World Nomads policies do not cover pre-existing medical conditions. Graham Kingaby said: “Because it is easy to rack up tens of thousands of pounds worth of medical expenses in a foreign hospital, most travel insurers exclude medical conditions that you know about before you actually travel. Ron Phillips, like a lot of people, was offered travel insurance through his bank or credit card and obviously the terms and conditions were not properly considered by either party. It is better to go to a specialist travel insurance company than a bank or supermarket where you are more likely to deal with people who actually work in this part of the industry and can offer alternatives if your particular issues aren’t dealt with by a standard policy.”

InsureCancer, a specialist insurance provider which underwrites each individual case, said it is the customers of the major high-street banks and credit card companies who are most likely to experience a denial of coverage. Director Krish Shastri said: “The practice is so prevalent that we have had to devise a special gap cover policy to help the customers of the major high-street banks who have been denied cover for their recent diagnosis.”

"a third of over 1,000 cancer patients had been offered premiums two or even three times the normal rate"

The Association of British Insurers said the cost of cover needs to be reviewed if the risk changes between the date of the policy being taken out and the date of travel. It says it is key that customers tell their insurer about any changes. This allows them to reassess the risk and obtain medical information such as medical reports.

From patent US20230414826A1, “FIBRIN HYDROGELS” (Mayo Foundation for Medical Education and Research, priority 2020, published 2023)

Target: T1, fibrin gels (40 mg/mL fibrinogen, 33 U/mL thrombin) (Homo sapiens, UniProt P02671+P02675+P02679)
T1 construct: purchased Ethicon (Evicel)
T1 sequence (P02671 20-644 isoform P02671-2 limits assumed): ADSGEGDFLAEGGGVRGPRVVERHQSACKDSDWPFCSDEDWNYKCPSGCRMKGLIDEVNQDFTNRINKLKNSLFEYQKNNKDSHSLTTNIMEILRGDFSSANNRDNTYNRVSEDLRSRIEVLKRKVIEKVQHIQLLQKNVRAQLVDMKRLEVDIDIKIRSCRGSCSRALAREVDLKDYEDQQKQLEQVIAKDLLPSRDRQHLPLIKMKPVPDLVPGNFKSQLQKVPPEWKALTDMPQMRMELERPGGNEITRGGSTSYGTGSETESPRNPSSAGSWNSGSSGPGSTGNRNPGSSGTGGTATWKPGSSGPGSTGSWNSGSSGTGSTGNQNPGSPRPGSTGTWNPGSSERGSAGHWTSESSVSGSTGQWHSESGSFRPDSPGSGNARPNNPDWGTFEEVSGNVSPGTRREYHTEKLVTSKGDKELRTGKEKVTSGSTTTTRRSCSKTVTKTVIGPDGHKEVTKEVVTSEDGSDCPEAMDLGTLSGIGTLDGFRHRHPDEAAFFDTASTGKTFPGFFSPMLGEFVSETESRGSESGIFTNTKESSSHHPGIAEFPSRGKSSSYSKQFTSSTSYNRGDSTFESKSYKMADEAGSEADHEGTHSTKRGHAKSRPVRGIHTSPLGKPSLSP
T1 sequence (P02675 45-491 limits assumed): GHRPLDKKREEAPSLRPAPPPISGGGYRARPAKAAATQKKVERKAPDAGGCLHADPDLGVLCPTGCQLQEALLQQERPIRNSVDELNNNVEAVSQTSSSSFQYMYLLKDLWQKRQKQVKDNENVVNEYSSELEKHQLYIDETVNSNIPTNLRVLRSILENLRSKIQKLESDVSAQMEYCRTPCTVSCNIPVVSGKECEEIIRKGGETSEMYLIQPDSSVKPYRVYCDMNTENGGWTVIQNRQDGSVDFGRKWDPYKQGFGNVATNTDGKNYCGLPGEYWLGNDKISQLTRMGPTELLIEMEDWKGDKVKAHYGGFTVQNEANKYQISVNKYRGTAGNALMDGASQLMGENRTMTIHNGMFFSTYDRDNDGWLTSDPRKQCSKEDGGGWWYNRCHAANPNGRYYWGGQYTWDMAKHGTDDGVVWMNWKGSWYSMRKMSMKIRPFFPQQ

Kingaby added: “Most travel insurance policies provide cancellation cover for events that weren’t known about before the policy was purchased. In the Phillips example the cancer was diagnosed after purchase of the policy therefore most insurers will cover all the costs of cancellation.”

Discriminatory tactics or missing a trick?

Trevor Phillips says he has received legal advice stating that insurers who cancel cover without assessing medical risk such as getting a doctor’s report could be in breach of the Disability Discrimination Act. “I believe the insurance industry has not caught up with the DDA revisions in 2005. They have to assess on a case by case basis,” he said. “We aim to approach and challenge the insurance industry on this. They have to get in line with medical improvements and not have a one-size-fits-all approach.”

What of Coutts? A spokesperson said: “All policy terms and conditions are reviewed by our legal team. Any proposed changes are in line with what we are legally entitled to do. We try and extend cover for those people whose health changes during the life of the policy either for no extra cost of for an additional premium. Customers need to fully understand their obligations under travel insurance particularly with mid-term underwriting. People’s health can change meaning the underwriter is faced with a material change in risk.”

"If the risk is low enough cover at standard rates is often available."

Phillips concludes by appealing to the industry’s pocket. “The majority of cancers are discovered in later life. These are cash rich people who want to go on holiday and medically can do so. The industry is missing out on a huge market.”